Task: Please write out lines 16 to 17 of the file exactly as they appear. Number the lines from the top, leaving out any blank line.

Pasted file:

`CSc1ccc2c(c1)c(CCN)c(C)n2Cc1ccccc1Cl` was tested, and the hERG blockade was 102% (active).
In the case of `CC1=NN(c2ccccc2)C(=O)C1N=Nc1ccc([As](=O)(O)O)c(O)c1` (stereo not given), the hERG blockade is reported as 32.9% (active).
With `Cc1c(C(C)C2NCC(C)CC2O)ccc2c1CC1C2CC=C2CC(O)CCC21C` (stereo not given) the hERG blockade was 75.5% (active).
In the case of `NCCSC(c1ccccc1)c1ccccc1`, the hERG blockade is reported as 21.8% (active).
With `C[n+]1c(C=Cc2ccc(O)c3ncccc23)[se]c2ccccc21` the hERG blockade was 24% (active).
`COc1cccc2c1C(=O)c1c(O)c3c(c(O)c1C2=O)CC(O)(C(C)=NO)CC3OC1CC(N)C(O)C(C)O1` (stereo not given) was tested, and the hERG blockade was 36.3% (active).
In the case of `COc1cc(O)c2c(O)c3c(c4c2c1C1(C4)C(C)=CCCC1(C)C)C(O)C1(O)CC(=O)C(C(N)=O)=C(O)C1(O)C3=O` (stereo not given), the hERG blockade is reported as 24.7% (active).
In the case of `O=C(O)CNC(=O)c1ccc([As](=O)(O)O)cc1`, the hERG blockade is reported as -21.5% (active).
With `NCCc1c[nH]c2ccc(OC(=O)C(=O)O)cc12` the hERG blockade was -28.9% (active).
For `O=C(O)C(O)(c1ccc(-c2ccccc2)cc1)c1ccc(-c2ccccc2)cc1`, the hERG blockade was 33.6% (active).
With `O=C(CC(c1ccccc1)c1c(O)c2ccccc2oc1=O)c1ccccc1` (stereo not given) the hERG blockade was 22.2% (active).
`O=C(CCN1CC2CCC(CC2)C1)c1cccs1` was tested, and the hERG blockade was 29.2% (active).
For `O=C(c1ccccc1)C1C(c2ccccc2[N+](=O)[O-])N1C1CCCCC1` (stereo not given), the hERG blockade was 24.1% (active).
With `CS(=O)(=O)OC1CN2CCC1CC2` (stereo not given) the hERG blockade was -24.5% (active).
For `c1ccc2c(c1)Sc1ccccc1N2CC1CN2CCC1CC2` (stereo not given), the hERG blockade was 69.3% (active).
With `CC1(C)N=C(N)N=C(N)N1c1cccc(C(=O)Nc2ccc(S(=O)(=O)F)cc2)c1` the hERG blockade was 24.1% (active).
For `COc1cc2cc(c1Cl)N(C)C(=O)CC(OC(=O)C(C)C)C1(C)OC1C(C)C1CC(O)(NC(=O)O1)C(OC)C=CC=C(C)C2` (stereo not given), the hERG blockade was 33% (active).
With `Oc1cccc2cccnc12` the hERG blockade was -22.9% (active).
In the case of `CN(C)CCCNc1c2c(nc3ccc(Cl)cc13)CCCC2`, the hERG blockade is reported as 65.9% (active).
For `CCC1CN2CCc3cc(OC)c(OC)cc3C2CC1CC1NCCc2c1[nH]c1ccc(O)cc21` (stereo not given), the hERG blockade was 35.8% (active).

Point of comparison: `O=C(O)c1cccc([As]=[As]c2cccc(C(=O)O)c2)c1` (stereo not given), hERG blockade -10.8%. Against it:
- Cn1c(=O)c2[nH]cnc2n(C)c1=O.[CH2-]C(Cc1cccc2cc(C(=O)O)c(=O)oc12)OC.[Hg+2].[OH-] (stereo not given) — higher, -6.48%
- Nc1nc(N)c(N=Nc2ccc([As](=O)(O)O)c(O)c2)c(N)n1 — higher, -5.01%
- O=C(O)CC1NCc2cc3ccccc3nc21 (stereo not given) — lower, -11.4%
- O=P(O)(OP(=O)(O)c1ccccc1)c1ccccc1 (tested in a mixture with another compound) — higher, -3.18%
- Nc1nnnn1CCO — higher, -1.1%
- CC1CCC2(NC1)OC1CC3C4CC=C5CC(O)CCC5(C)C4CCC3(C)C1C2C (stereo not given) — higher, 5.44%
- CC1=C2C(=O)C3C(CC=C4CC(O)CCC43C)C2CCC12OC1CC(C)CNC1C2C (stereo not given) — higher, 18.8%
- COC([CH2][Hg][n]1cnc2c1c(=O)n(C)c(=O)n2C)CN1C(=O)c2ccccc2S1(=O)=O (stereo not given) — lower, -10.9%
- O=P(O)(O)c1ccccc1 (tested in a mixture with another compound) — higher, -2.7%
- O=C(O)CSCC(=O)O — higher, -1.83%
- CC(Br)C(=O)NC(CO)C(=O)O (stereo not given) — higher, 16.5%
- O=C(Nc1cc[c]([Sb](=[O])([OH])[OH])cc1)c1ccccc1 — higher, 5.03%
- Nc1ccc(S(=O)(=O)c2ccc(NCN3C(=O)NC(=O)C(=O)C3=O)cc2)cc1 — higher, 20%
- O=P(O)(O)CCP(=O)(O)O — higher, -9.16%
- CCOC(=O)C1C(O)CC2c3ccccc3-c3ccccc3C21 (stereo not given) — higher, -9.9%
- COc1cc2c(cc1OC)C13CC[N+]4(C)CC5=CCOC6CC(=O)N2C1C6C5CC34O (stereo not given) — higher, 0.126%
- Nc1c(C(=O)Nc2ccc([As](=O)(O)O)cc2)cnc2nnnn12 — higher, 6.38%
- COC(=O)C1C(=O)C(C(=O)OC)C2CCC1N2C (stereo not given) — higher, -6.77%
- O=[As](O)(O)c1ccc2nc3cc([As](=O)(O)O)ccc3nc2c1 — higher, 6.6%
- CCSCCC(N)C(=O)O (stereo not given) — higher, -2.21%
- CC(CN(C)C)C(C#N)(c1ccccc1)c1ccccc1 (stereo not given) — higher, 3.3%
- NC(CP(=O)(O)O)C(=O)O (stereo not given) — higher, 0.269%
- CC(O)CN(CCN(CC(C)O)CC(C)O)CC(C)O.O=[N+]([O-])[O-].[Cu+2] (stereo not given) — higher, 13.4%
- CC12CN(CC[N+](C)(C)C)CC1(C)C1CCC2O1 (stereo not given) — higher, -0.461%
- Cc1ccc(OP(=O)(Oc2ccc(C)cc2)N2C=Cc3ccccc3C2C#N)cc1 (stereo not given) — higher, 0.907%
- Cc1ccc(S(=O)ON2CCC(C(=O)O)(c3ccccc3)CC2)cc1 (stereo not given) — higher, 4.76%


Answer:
With `CC1(C)N=C(N)N=C(N)N1c1cccc(C(=O)Nc2ccc(S(=O)(=O)F)cc2)c1` the hERG blockade was 24.1% (active).
For `COc1cc2cc(c1Cl)N(C)C(=O)CC(OC(=O)C(C)C)C1(C)OC1C(C)C1CC(O)(NC(=O)O1)C(OC)C=CC=C(C)C2` (stereo not given), the hERG blockade was 33% (active).